From 1921 through 1924, Williams worked for Los Angeles architect John C. Austin, eventually becoming chief draftsman, before establishing his own office. Williams became the first African-American member of the American Institute of Architects (AIA) in 1923. In 1939, he won the AIA Award of Merit for his design of the MCA Building in Los Angeles (now headquarters of the Paradigm Talent Agency).
A. Quincy Jones (1913–79) was an architect who is claimed to have hired Williams and later collaborated with him on projects in Palm Springs, including the Palm Springs Tennis Club (1947) and the Town & Country Center (1948) and Romanoff's on the Rocks (1948 - now remodeled beyond recognition) restaurants.
During World War II, Williams worked for the Navy Department as an architect. Following the war he published his first book, The Small Home of Tomorrow (1945), with a successor volume New Homes for Today the following year. In 1957, he became the first African-American to be voted an AIA Fellow.
In 1951, Williams won the Omega Psi Phi Fraternity, Inc., Man of the Year award, and in 1953 he received the Spingarn Medal from the NAACP for his outstanding contributions as an architect and member of the African-American community. Williams also received honorary doctorates from Howard University (doctor of architecture), Lincoln University of Missouri (doctor of science), and the Tuskegee Institute (doctor of fine arts). In 2004, USC honored him by listing him among its distinguished alumni, in the television commercial for the school shown during its football games.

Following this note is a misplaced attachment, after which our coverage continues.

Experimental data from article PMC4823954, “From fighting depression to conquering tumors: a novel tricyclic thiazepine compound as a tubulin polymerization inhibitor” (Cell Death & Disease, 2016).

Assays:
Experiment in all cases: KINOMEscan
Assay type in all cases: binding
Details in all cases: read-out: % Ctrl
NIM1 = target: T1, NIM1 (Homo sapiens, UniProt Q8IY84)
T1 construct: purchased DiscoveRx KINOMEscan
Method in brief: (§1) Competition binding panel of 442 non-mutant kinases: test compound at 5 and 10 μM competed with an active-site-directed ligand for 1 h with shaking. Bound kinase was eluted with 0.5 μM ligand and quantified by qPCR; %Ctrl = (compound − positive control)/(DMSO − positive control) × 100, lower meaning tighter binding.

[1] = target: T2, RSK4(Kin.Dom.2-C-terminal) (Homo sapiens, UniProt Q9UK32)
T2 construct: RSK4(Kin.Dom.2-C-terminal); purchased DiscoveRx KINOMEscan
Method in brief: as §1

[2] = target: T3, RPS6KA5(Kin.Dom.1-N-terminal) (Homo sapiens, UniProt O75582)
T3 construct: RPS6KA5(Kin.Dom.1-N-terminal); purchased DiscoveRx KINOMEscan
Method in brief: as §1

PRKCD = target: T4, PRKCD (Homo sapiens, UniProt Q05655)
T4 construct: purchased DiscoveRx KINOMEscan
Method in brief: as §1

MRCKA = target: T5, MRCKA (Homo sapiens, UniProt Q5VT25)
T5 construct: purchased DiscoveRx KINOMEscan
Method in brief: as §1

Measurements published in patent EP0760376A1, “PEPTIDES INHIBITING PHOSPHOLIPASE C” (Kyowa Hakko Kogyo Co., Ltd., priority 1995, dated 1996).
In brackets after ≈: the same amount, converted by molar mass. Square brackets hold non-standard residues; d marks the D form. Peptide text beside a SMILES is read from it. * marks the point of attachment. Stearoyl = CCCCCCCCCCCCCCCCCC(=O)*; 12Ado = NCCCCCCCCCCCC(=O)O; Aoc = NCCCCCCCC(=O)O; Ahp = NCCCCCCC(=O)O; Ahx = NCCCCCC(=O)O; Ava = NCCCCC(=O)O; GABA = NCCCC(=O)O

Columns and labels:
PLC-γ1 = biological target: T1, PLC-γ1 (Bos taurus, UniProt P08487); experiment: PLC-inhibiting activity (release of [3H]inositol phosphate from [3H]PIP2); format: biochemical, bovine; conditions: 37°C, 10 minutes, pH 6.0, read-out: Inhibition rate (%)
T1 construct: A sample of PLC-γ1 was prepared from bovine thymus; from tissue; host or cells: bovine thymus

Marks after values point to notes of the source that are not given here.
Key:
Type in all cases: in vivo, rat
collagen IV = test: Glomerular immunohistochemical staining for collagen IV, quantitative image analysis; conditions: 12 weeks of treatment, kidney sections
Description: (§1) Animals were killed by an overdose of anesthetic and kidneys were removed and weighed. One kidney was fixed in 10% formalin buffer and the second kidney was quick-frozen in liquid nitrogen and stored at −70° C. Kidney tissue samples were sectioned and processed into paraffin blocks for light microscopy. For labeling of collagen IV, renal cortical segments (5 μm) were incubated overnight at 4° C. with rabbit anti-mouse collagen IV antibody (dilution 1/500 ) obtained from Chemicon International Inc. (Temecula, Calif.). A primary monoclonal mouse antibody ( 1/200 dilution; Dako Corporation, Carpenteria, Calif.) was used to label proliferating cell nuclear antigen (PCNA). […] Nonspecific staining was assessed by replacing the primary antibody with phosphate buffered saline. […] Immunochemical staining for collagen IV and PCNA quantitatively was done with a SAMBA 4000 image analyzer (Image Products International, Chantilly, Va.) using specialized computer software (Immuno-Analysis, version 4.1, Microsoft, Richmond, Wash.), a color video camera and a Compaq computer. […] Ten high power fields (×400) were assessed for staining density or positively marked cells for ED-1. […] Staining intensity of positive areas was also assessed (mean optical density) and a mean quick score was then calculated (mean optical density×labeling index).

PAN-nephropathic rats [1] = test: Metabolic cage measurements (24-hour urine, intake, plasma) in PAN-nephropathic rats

Williams famously remarked upon the bitter irony of the fact that most of the homes he designed, and whose construction he oversaw, were on parcels whose deeds included segregation covenants barring blacks from purchasing them. He taught himself to draw upside down and put the skill to good use: clients who were uneasy around a black man could sit opposite him at a desk.